What Women Were Wearing When They Were Molested
(This story was originally published on 12 January 2017. It is being republished from The Quint’s archives in light of the incident at a Gurgaon mall where a woman allegedly told girls that they deserve to be raped because of the length of their skirts)
Every morning, when a woman rummages through her wardrobe to take out a piece of clothing, she is faced with the sad realisation that nothing in it belongs to her at all. Hell, even her body isn’t her own.
A woman’s wardrobe has viciously been used as a weapon against her. Each time her dress is shred into a million fragments and presented as evidence, justifying all sorts of sexual, violent acts against her, thereby normalising assault.
The dress – in India and everywhere else– has been used by men and second-rate politicians as a potent tool to further a misogynist agenda. Through this photo series, I attempt to challenge the notion that clothes are in some way responsible for sexual assault towards women, when in fact it is the perverse attitude of a few men that leads to it. I asked a few women to share with me the item of clothing they were wearing when they experienced assault. As is clear from the photographs below, ultimately it didn’t matter what they were wearing at all. The very act of being a woman made them susceptible to acts of violence.
“An old uncle asked for my help, and when no one was looking, he tried to assault me. And they blamed my skirt's hem for his transgression."
“I was 17 years old, fresh out of school and new to college. I was wearing a salwar-kameez with a chunni – my idea of 'appropriate clothing' as I tried to figure out my way in the world away from school uniforms. I had to travel to Naraina in New Delhi but the auto driver dropped me off at Dhaula Kuan and said he wouldn't go any further. There was construction going on and there were no autos on my side of the road who were willing to travel in the direction I had to go. I couldn't cross over as there were no signals and the traffic was moving too fast.
As I walked against the traffic, I realised I was being followed. By 10 men. They were making comments about how I looked and what I should be doing to them and what they wanted to do to me. Soon, a Santro began to drive next to me, blocking me off from the road so nobody could see me. It was driving against the traffic yet nobody stopped him.
They travelled with me like this for a while as I kept trying to speed up or get past them to the main road so I could be seen. It didn't work. When I was nearly in tears and convinced I was going to be raped or worse, they laughed and went away. I finally found an auto and it stopped at a petrol pump on the way to Naraina. I had to get out and wait and while I did, a line of drivers waiting next to their cars and trucks stared at me openly as if my standing there was reason enough for me to public property. While I'd normalised staring by then (“chhua toh nahin, na?”) I couldn't take it on that day. That's when I broke down crying. I couldn't understand why it happened. I was wearing a chunni, after all.”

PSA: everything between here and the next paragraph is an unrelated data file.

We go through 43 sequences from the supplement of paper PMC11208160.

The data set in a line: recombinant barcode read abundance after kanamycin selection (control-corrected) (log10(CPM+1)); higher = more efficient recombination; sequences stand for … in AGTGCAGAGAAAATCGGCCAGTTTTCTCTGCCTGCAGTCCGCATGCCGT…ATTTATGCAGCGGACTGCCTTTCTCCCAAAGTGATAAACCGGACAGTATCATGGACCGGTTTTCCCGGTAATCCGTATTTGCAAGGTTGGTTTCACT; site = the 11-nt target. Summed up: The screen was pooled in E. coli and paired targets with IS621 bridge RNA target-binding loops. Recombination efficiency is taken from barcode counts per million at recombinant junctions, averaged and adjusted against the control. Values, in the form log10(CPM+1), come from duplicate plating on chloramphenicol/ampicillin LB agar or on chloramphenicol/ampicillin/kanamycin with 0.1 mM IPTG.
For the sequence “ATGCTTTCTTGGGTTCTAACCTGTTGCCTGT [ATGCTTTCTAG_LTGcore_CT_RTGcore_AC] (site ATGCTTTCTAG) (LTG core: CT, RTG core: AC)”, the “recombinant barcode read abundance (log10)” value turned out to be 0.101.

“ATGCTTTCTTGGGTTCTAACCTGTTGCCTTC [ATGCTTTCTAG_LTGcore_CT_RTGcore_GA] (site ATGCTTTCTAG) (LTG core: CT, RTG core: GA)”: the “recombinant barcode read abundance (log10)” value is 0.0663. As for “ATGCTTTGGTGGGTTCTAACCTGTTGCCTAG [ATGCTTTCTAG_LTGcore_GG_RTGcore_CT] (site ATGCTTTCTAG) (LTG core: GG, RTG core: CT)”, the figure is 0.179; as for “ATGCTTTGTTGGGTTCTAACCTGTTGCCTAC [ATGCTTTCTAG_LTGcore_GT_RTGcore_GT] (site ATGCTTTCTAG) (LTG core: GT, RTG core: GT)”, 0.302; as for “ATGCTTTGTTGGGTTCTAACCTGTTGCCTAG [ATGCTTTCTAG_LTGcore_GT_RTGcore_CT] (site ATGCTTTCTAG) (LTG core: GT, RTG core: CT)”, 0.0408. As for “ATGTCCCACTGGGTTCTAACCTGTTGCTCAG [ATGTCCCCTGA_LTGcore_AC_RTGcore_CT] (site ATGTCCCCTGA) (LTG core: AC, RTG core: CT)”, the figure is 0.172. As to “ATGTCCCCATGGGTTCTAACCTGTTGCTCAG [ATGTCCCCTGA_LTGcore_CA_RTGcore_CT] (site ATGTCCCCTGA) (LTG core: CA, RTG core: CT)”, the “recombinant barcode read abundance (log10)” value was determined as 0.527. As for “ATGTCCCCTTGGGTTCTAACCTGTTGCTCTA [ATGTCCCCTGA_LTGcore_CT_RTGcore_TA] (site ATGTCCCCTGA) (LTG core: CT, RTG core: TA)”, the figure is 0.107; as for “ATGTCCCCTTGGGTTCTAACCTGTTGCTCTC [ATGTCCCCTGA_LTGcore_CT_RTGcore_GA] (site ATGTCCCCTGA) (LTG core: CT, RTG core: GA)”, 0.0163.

“At 17 I was rudely awakened to the reality of being a woman in this world. Quite literally. I was startled out of my sleep when a man entered my tent at a summer camp where I was working. The camp was closed off to the public. The panic I felt made what was probably no more than 20 seconds feel like an eternity. And though it was dark, it seemed like the man was masturbating. The only thing I could think was that I was going to be raped.
As the adrenalin coursed through me, I was able to kick the man off. I felt incredibly lucky that he was not strong enough to overpower me, though he left a cut on my lip and a deep trauma. For a while after, I would sometimes start crying without knowing why. It took months before I was able to sleep at night.
The camp director – a woman – tried to convince me it hadn’t really happened. She didn’t want me to go to the police, but I did anyway. The man was never caught.
I became a journalist because I believe it is important to talk about these issues. No woman should be shamed into keeping quiet about the violence we face all over the world.”
“It was a Sunday. After the catechism was over, I was walking through the church corridors waiting for my mum to take me back home. The priest came towards me, and lifted me up lovingly. The 5-year-old me started feeling strange when the priest's fingers began touching my little body the wrong way. The only thing I understood then was that it wasn't right. He let me go immediately after seeing me uncomfortable. The frock that I wore that day didn't seem as beautiful to me thereafter."
"I was 17, out for an evening walk in a posh residential locality of South Delhi when someone tried to grab me from behind. Probably a domestic helper, he was no older than a teenager. He came running at me from behind, failed to secure a firm grip, and instead ran away. I never saw his face."
"I was 15 and on my way to tuition, in a t-shirt, when a random man came up and flashed his privates. I was terrified, but shoved him away with my bag and ran."
“It was a winter evening at a bustling metro station. I was 15, going back home from my coaching classes. A middle-aged man was sitting across me in the metro. As the crowd got off at the station, everyone rushed towards the exit. Outside the station, I was waiting for my father to pick me up so I could hitch a ride with him back home, and suddenly I found that the same man standing beside me. He addressed me directly and with unbridled guts, said the words “Let me f**k your p***y”. Fighting the urge to act on my mother’s advice to deliver a tight slap in case someone ever harasses me, I saw my car right then and rushed towards it.”